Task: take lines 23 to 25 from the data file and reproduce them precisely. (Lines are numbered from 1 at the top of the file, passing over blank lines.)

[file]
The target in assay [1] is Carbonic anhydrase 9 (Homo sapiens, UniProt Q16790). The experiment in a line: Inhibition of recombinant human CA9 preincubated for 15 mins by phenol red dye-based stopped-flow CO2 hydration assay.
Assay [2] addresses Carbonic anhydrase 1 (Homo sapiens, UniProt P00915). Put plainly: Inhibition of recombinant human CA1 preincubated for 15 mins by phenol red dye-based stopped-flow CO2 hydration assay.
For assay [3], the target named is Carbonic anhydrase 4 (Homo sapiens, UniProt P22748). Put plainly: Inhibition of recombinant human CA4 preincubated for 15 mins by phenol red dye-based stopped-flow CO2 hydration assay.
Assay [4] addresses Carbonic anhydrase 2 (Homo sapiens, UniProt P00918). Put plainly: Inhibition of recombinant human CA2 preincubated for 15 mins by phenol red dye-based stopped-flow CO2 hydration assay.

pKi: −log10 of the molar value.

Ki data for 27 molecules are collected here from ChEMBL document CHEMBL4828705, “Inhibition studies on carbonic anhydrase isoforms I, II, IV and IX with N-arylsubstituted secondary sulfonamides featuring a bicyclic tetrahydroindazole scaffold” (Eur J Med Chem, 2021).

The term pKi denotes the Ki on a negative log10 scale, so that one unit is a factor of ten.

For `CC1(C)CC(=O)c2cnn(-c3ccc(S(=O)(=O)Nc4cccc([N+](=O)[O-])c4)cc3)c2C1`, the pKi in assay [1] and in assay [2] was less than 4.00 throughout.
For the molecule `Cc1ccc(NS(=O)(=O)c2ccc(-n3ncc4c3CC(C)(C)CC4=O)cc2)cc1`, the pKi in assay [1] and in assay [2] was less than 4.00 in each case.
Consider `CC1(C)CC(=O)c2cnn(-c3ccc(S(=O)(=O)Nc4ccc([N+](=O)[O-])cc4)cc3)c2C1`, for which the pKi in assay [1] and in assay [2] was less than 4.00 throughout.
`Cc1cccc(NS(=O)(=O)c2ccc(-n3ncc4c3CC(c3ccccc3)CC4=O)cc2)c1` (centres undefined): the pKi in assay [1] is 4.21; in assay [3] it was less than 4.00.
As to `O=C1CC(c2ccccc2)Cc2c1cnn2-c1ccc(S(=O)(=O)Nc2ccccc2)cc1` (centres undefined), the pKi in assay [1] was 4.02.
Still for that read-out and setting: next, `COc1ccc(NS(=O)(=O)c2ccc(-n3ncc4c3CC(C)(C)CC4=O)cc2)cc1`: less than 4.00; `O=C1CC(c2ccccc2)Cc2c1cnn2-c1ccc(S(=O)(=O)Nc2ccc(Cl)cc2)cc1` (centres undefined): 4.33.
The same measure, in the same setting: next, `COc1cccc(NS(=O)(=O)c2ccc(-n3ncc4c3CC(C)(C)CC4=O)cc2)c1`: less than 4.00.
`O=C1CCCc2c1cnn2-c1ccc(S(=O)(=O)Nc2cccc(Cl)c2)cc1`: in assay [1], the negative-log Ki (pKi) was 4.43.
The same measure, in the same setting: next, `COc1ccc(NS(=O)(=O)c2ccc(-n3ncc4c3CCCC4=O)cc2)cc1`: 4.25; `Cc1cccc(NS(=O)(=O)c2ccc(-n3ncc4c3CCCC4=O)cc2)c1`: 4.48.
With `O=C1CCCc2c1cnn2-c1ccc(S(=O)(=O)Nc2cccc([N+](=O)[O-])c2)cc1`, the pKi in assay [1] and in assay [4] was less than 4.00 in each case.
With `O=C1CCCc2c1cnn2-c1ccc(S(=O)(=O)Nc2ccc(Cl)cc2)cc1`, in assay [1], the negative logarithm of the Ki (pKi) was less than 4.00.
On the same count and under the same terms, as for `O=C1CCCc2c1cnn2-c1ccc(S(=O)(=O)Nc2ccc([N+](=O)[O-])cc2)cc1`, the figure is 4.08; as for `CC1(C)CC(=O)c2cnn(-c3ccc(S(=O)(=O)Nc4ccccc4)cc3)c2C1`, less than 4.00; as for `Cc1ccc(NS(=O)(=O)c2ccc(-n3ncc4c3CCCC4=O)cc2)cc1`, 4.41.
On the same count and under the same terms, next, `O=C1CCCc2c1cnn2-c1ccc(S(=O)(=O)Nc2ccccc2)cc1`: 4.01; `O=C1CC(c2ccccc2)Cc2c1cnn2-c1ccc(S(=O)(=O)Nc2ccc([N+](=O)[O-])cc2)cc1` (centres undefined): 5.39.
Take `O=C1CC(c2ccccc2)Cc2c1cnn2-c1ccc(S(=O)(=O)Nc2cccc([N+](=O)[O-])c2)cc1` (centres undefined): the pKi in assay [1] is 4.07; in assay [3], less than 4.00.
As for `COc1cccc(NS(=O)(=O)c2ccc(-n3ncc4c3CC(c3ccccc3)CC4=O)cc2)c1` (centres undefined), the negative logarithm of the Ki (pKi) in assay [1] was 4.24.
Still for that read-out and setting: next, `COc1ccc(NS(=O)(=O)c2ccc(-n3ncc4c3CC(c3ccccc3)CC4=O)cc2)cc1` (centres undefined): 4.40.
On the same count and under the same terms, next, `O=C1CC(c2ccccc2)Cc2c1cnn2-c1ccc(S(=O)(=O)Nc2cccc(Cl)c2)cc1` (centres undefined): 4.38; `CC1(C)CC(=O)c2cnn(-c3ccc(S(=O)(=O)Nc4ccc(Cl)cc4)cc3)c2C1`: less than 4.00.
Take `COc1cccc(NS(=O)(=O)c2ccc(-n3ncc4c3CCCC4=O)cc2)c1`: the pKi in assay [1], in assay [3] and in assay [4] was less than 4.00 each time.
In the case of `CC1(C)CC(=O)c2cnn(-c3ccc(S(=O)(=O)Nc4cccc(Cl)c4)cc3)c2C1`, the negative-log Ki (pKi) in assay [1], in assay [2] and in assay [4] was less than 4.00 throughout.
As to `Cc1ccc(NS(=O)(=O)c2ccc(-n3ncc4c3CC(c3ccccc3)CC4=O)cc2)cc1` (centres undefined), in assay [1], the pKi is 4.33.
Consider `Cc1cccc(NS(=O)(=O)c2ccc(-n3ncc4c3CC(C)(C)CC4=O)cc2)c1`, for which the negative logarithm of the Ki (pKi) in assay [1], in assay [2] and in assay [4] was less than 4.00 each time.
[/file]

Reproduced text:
Still for that read-out and setting: next, `COc1ccc(NS(=O)(=O)c2ccc(-n3ncc4c3CC(c3ccccc3)CC4=O)cc2)cc1` (centres undefined): 4.40.
On the same count and under the same terms, next, `O=C1CC(c2ccccc2)Cc2c1cnn2-c1ccc(S(=O)(=O)Nc2cccc(Cl)c2)cc1` (centres undefined): 4.38; `CC1(C)CC(=O)c2cnn(-c3ccc(S(=O)(=O)Nc4ccc(Cl)cc4)cc3)c2C1`: less than 4.00.
Take `COc1cccc(NS(=O)(=O)c2ccc(-n3ncc4c3CCCC4=O)cc2)c1`: the pKi in assay [1], in assay [3] and in assay [4] was less than 4.00 each time.